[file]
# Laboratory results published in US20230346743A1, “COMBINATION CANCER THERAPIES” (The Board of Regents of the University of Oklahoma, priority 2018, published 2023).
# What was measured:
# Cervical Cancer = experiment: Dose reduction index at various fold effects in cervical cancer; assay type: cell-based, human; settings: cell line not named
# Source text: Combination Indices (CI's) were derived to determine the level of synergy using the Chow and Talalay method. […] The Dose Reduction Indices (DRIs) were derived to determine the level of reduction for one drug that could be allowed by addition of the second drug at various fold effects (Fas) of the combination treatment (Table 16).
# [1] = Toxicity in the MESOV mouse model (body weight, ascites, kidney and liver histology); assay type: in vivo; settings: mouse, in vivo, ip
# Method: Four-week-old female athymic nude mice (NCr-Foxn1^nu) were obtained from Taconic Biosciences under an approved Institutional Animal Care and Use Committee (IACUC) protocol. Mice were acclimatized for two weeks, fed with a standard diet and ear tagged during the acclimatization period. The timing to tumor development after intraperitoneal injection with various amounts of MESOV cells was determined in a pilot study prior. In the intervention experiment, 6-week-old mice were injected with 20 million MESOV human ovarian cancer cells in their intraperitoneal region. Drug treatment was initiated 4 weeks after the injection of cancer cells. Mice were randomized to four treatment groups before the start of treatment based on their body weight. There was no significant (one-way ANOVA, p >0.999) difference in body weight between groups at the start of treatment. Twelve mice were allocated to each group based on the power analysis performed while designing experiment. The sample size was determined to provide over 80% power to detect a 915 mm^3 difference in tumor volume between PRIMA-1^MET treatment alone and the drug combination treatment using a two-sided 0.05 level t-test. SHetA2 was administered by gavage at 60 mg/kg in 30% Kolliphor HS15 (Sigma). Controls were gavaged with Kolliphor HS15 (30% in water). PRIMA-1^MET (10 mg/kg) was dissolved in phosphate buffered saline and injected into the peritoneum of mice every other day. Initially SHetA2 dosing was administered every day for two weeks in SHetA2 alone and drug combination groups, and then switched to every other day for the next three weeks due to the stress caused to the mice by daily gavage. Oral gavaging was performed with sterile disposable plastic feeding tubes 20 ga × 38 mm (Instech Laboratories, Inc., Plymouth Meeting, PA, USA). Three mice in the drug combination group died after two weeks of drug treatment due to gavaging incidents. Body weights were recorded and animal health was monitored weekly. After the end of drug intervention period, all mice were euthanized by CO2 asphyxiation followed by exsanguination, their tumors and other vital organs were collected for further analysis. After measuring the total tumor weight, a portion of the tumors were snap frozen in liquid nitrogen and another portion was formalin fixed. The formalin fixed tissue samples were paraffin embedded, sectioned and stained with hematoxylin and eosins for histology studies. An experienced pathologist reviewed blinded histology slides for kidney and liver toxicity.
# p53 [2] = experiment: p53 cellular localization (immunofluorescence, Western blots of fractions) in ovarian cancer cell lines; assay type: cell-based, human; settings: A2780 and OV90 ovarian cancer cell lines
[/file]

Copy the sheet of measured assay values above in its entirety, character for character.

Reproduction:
# Laboratory results published in US20230346743A1, “COMBINATION CANCER THERAPIES” (The Board of Regents of the University of Oklahoma, priority 2018, published 2023).
# What was measured:
# Cervical Cancer = experiment: Dose reduction index at various fold effects in cervical cancer; assay type: cell-based, human; settings: cell line not named
# Source text: Combination Indices (CI's) were derived to determine the level of synergy using the Chow and Talalay method. […] The Dose Reduction Indices (DRIs) were derived to determine the level of reduction for one drug that could be allowed by addition of the second drug at various fold effects (Fas) of the combination treatment (Table 16).
# [1] = Toxicity in the MESOV mouse model (body weight, ascites, kidney and liver histology); assay type: in vivo; settings: mouse, in vivo, ip
# Method: Four-week-old female athymic nude mice (NCr-Foxn1^nu) were obtained from Taconic Biosciences under an approved Institutional Animal Care and Use Committee (IACUC) protocol. Mice were acclimatized for two weeks, fed with a standard diet and ear tagged during the acclimatization period. The timing to tumor development after intraperitoneal injection with various amounts of MESOV cells was determined in a pilot study prior. In the intervention experiment, 6-week-old mice were injected with 20 million MESOV human ovarian cancer cells in their intraperitoneal region. Drug treatment was initiated 4 weeks after the injection of cancer cells. Mice were randomized to four treatment groups before the start of treatment based on their body weight. There was no significant (one-way ANOVA, p >0.999) difference in body weight between groups at the start of treatment. Twelve mice were allocated to each group based on the power analysis performed while designing experiment. The sample size was determined to provide over 80% power to detect a 915 mm^3 difference in tumor volume between PRIMA-1^MET treatment alone and the drug combination treatment using a two-sided 0.05 level t-test. SHetA2 was administered by gavage at 60 mg/kg in 30% Kolliphor HS15 (Sigma). Controls were gavaged with Kolliphor HS15 (30% in water). PRIMA-1^MET (10 mg/kg) was dissolved in phosphate buffered saline and injected into the peritoneum of mice every other day. Initially SHetA2 dosing was administered every day for two weeks in SHetA2 alone and drug combination groups, and then switched to every other day for the next three weeks due to the stress caused to the mice by daily gavage. Oral gavaging was performed with sterile disposable plastic feeding tubes 20 ga × 38 mm (Instech Laboratories, Inc., Plymouth Meeting, PA, USA). Three mice in the drug combination group died after two weeks of drug treatment due to gavaging incidents. Body weights were recorded and animal health was monitored weekly. After the end of drug intervention period, all mice were euthanized by CO2 asphyxiation followed by exsanguination, their tumors and other vital organs were collected for further analysis. After measuring the total tumor weight, a portion of the tumors were snap frozen in liquid nitrogen and another portion was formalin fixed. The formalin fixed tissue samples were paraffin embedded, sectioned and stained with hematoxylin and eosins for histology studies. An experienced pathologist reviewed blinded histology slides for kidney and liver toxicity.
# p53 [2] = experiment: p53 cellular localization (immunofluorescence, Western blots of fractions) in ovarian cancer cell lines; assay type: cell-based, human; settings: A2780 and OV90 ovarian cancer cell lines